STATIC fatigue of rubber is defined by the authors as a progressive breakdown under the influence of a static load, whereas dynamic fatigue is defined as the progressive loss of strength due to successive cycles of stress. The static fatigue life is the time required for rupture under a static load.
Test data presented on the tension static fatigue of rubber indicate that the static fatigue lives of the samples are functions of the stresses acting on them; that the static fatigue lives fall off rapidly with increasing stresses; and that the dependents of static fatigue life on the stress is a function of the stock, among other things.
Curves of reduction of tensile due to static fatigue show that the tensiles of samples under load actually decrease and that the decrease is greater, the greater the time under load.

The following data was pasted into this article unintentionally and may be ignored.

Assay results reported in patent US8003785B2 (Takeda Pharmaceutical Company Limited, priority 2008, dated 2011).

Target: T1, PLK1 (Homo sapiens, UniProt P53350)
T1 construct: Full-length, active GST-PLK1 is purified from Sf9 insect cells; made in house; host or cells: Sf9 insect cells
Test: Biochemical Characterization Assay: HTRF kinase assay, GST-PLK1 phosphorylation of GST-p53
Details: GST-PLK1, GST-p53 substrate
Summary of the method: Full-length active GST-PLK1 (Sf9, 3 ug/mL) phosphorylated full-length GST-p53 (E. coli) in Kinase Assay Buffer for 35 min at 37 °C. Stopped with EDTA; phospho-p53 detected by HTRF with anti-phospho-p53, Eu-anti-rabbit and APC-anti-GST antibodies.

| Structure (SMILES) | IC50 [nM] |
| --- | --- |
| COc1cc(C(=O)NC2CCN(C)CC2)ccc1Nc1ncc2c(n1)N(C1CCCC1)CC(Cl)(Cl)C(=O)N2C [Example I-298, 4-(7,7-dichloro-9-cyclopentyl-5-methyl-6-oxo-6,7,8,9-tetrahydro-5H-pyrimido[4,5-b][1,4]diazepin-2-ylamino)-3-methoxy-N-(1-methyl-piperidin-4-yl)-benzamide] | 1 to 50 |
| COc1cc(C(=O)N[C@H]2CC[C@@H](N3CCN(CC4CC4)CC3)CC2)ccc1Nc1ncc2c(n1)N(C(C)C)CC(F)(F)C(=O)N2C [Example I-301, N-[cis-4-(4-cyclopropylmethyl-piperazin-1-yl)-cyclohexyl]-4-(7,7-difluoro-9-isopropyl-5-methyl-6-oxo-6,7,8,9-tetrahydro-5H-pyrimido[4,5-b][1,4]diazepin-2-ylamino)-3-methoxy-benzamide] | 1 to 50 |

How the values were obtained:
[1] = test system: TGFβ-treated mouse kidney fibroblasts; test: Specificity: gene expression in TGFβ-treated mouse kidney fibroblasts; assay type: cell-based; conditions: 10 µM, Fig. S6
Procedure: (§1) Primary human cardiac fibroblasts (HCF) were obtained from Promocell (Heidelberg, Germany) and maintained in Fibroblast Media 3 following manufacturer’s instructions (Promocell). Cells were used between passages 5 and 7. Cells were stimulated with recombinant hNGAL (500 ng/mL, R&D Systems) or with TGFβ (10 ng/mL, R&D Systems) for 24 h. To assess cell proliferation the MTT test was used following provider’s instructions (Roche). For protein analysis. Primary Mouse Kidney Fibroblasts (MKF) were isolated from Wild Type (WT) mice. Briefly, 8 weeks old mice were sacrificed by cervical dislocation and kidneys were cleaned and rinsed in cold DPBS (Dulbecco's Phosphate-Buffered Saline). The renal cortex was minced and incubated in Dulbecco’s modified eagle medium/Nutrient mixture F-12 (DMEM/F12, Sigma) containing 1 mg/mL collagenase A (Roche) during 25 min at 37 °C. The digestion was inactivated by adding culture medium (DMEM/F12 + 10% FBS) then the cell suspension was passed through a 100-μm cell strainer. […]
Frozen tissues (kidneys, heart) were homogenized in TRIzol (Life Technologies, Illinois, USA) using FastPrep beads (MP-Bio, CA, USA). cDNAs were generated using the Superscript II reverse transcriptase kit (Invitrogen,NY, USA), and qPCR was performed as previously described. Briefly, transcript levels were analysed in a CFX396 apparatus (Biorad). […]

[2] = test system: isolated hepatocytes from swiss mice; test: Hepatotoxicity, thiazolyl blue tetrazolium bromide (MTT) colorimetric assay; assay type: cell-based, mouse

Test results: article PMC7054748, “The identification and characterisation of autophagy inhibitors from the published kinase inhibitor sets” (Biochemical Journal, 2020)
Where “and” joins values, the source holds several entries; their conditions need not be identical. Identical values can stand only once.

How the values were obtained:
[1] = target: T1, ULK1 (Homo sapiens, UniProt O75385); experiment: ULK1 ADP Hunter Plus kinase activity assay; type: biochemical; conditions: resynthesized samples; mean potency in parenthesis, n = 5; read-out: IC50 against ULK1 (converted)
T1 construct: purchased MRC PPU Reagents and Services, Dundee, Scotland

Referring to the effect of degree of cure, the data indicate that resistance to static fatigue decreases as degree of cure is increased beyond a certain optimum value which varies with the stock.
Other data show that large flow during cure in a particular region reduces the static fatigue resistance of that region in comparison with the remainder of the body of the stock; and that lateral pressure is highly beneficial in increasing the static fatigue lives of bonded rubber parts used in shear.